St John of the Cross

Priest and Doctor of the Church (entered heaven on this day in 1591)

Dear John,

Can I make a bold suggestion?  As you begin your Christmas vacation, can I suggest that you take advantage of having more free time by dedicating a little more time to prayer?  I’m not saying you have to go overboard; I’m just so exasperated with what usually happens to my nieces and nephews during Christmas break.  They backslide in their spiritual lives.  It’s odd, because Christmas is such a spiritual time, but it’s true.  I think the attraction of worldly pleasures and the increased amount of free time gets the better of them.  And so all the spiritual progress they made during the fall (and often it’s a considerable amount, as in your case), progress which was just getting to the point where it could bear some visible fruit, is lost.  Like a late frost that kills the first buds of spring, their idleness and carelessness during vacation forces them to have to start all over again when they get back to school in January.  It doesn’t have to be that way, though.  You can have a great time and still keep advancing spiritually.  Two things will help you: a bit more time in personal, tranquil prayer each day, and reading some great spiritual book, like those written by today’s saint (or those written about him).

John of the Cross was recruited by that other remarkable Doctor of the Church, St Theresa of Avila, to extend to the Carmelite monks and priests the reform she had initiated with the Carmelite nuns.  It entailed a return to the more primitive Carmelite practices, which the founders of the Order had begun in the Holy Land back in the 12th century: more austere poverty, more silence, more time spent in contemplative prayer, more geographical stability.  John and Theresa established four houses of these “discalced” (referring to their minimalist footwear, an expression of their evangelical poverty and a means for practicing penance) Carmelite friars before controversy boiled over.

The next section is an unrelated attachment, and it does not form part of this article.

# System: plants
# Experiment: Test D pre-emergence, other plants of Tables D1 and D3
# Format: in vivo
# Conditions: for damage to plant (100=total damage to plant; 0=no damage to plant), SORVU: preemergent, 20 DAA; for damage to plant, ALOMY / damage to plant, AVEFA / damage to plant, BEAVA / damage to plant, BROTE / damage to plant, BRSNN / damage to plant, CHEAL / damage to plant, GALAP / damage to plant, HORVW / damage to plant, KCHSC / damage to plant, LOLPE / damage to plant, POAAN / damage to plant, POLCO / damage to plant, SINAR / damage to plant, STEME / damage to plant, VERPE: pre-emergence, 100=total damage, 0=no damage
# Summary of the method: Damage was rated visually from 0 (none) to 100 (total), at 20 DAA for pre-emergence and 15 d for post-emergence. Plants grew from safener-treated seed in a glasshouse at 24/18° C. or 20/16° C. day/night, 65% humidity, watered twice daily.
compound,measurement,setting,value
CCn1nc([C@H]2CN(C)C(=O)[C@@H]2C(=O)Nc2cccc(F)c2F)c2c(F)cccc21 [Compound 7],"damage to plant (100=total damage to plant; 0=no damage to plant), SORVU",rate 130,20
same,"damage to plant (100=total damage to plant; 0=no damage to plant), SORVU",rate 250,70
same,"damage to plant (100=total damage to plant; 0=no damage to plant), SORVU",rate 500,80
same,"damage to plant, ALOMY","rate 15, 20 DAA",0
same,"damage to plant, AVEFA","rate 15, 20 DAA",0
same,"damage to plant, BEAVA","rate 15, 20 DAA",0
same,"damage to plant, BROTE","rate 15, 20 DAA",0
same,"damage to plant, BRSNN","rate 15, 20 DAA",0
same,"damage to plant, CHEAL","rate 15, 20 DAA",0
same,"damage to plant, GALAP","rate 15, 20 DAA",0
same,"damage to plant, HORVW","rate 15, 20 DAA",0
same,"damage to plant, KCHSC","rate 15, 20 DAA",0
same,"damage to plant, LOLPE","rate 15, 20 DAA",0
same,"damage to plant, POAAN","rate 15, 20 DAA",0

The unreformed Carmelites resented John, and began to make things difficult for him.  In all truth, there was quite a bit of legitimate confusion and misunderstanding on both sides, but the upshot was that John ended up being imprisoned, calumniated, stripped of his positions, and repeatedly abused throughout the second half of his life (he died when he was only 49).  To top off these exterior trials, God supplied him with considerably more difficult interior hardship.  He endured tortuous scruples, spiritual barrenness, and violent interior temptations.  Of course, the Lord also graced him with moments of sweet consolation and a rich reservoir of vibrant faith and passionate love.  Drawing from this divine school of Christian wisdom, he produced his masterful works (poems and commentaries) on the spiritual life, best known among which is “The Ascent of Mt Carmel.”  For these, in 1929 he was named a Doctor of the Universal Church.

Here’s a taste of his style: “Despite all the mysteries and wonders which have been discovered by the holy doctors and understood by holy souls in this state of life, there still remains more for them to say and to understand.  There are depths to be fathomed in Christ.  He is like a rich mine with many recesses containing treasures, and no matter how men try to fathom them the end is never reached.  Rather, in each recess, men keep on finding here and there new veins of new riches…”  If the great Doctors of the Church can speak of always finding new things in their search for Christ, surely you who are a spiritual youth can join in the quest with gusto.  I hope you do, because Christ deserves it and you need it, and I know you won’t regret it.

Your devoted uncle,


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